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Why Investing in Social Care is an Investment For All

Blogs Published: February 17, 2022 8:59 am

Commentary from Scott Hutchinson, Relationship Manager at Unity Trust Bank

Scott Hutchinson Relationship Manager, Unity Trust Bank

As we reflect on the past 12 months and look ahead to the new year, it is clear to see that the social care landscape is changing across the UK.

Despite facing the challenges caused by acute levels of staff shortages, rising operational costs, staff burnout and mandatory vaccinations, operators remain resilient and should be celebrated for their significant efforts and contribution to society.

In addition, just as the pandemic exposed the extent to which the sector has been underfunded, Brexit simultaneously created its own level of uncertainty. As we approach the second anniversary as a non-EU nation, Independent Age has estimated that new immigration policies could result in a UK social care workforce gap of more than 750,000 people in the next 15 years.

We have an ageing population, and the reality is that most of us will require some level of support, particularly towards the end of our adult lives. However, the thousands of people that have been turned away for vital social care since the pandemic began demonstrate how the sector is becoming overwhelmed. This is putting the future provisions of quality care at risk, whilst increasing the potential level of reliance on the NHS.

Despite this demand, the lending priority for mainstream banks has shifted in recent years, with a focus on completing large-scale deals that will offer strong long-term returns. Meanwhile, private care providers are juggling the rising cost of running care homes and pressures to upgrade facilities in the journey towards net-zero, while new strains of Covid have the potential to take staff away from the front line.

Although challenges pre-date the pandemic, Derek Feeley’s Independent Review of Adult Social Care in Scotland last year outlined how, in order to improve support for the sector, the first step is to shift the perception. Rather than a financial burden, social care is a vehicle for independent living, and a means of enabling collaboration.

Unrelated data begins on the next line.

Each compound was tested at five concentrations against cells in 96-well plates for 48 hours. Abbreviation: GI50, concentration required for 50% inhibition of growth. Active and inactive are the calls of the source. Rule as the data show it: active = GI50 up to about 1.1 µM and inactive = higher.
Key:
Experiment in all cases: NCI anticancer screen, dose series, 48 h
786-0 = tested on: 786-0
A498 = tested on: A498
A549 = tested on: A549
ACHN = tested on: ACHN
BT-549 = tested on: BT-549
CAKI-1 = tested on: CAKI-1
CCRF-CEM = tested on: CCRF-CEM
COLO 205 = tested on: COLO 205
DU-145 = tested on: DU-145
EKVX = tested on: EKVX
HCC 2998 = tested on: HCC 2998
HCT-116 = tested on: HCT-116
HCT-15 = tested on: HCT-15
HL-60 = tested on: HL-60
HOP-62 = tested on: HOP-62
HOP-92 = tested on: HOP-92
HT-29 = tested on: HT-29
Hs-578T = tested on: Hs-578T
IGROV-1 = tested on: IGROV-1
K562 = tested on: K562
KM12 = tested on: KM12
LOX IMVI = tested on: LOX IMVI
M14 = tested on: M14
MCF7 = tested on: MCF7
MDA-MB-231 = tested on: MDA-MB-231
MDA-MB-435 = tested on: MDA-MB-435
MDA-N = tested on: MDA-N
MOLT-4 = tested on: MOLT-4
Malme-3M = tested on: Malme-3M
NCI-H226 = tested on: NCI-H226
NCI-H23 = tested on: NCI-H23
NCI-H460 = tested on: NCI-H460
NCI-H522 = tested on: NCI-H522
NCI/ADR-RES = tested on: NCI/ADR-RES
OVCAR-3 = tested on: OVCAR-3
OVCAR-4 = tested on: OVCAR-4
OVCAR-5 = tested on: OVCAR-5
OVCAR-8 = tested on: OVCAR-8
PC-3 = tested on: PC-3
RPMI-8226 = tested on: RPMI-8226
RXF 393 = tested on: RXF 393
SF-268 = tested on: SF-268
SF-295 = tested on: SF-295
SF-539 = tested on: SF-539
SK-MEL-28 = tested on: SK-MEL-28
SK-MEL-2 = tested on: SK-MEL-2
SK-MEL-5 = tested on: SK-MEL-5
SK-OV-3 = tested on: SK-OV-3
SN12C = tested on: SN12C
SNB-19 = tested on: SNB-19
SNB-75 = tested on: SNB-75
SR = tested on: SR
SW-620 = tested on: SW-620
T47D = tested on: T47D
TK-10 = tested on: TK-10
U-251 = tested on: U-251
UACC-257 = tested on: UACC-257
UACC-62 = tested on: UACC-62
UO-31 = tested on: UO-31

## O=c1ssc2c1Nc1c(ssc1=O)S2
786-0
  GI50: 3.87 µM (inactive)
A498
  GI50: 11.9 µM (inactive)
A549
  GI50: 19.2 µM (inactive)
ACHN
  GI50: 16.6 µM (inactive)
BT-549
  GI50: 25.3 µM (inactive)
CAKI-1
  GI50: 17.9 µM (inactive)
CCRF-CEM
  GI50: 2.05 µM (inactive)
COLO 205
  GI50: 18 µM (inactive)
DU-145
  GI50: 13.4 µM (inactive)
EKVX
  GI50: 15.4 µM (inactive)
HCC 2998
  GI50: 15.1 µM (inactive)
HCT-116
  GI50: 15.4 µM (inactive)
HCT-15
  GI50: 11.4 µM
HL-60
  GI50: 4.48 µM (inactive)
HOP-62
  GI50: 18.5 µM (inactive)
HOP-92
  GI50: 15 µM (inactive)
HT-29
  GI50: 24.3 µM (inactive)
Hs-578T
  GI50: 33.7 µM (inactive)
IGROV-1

At Unity Trust Bank, we understand the importance social care providers have within communities large and small, and we are upholding our commitment to invest in customers that are making an important impact, even for those with smaller assets. Lending decisions are guided by our double-bottom line strategy, assessing not only the level of business success but also, most importantly, the value of service brought to society – both now and for the future.

For example, I recently approved an application for the acquisition of a Scottish care home, which began to underperform after its owner passed away. Upon inheriting the business, the family continued to deliver care by working closely with a third party, who has now been able to use Unity’s funding to acquire the home and enhance the quality of its service. This follows a number of deals across Scotland, including a seven-figure loan for a family-run care home in Ayr, which will enable its expansion through the acquisition of two additional homes in Fife.

As spending pressures increase, support from socially-minded lenders like Unity will be crucial to ensure the supply of quality care is able to meet increasing demand. Even in Scotland, where annual social care spending is the highest per head in Britain, there is still an urgent need to recognise that increased investment in the future of the sector is an investment for society as a whole.


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